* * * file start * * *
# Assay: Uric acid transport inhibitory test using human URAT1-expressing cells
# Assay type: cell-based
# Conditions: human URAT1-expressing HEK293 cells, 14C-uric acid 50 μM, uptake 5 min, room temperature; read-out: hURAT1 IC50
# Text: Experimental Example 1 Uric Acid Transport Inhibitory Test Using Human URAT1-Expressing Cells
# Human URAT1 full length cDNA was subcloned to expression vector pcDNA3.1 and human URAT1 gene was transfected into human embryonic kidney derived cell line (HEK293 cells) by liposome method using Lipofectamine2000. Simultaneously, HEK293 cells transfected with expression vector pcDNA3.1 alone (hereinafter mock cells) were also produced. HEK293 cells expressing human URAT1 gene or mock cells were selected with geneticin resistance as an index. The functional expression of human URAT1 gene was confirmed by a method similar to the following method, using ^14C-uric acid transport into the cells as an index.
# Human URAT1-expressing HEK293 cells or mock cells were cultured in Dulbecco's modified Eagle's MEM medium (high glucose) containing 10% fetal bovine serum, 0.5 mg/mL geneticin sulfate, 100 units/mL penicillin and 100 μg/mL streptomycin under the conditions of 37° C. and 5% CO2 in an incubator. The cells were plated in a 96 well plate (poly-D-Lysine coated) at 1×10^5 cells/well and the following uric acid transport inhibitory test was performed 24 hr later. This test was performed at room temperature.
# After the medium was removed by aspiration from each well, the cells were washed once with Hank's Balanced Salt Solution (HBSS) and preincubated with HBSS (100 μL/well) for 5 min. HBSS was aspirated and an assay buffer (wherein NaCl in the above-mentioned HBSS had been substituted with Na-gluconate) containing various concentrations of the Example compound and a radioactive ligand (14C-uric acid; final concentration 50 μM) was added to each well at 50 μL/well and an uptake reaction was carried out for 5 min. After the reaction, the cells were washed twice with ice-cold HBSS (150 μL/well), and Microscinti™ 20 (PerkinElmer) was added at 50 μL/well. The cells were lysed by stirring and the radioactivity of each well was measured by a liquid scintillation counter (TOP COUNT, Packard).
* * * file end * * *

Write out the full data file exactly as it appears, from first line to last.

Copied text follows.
# Assay: Uric acid transport inhibitory test using human URAT1-expressing cells
# Assay type: cell-based
# Conditions: human URAT1-expressing HEK293 cells, 14C-uric acid 50 μM, uptake 5 min, room temperature; read-out: hURAT1 IC50
# Text: Experimental Example 1 Uric Acid Transport Inhibitory Test Using Human URAT1-Expressing Cells
# Human URAT1 full length cDNA was subcloned to expression vector pcDNA3.1 and human URAT1 gene was transfected into human embryonic kidney derived cell line (HEK293 cells) by liposome method using Lipofectamine2000. Simultaneously, HEK293 cells transfected with expression vector pcDNA3.1 alone (hereinafter mock cells) were also produced. HEK293 cells expressing human URAT1 gene or mock cells were selected with geneticin resistance as an index. The functional expression of human URAT1 gene was confirmed by a method similar to the following method, using ^14C-uric acid transport into the cells as an index.
# Human URAT1-expressing HEK293 cells or mock cells were cultured in Dulbecco's modified Eagle's MEM medium (high glucose) containing 10% fetal bovine serum, 0.5 mg/mL geneticin sulfate, 100 units/mL penicillin and 100 μg/mL streptomycin under the conditions of 37° C. and 5% CO2 in an incubator. The cells were plated in a 96 well plate (poly-D-Lysine coated) at 1×10^5 cells/well and the following uric acid transport inhibitory test was performed 24 hr later. This test was performed at room temperature.
# After the medium was removed by aspiration from each well, the cells were washed once with Hank's Balanced Salt Solution (HBSS) and preincubated with HBSS (100 μL/well) for 5 min. HBSS was aspirated and an assay buffer (wherein NaCl in the above-mentioned HBSS had been substituted with Na-gluconate) containing various concentrations of the Example compound and a radioactive ligand (14C-uric acid; final concentration 50 μM) was added to each well at 50 μL/well and an uptake reaction was carried out for 5 min. After the reaction, the cells were washed twice with ice-cold HBSS (150 μL/well), and Microscinti™ 20 (PerkinElmer) was added at 50 μL/well. The cells were lysed by stirring and the radioactivity of each well was measured by a liquid scintillation counter (TOP COUNT, Packard).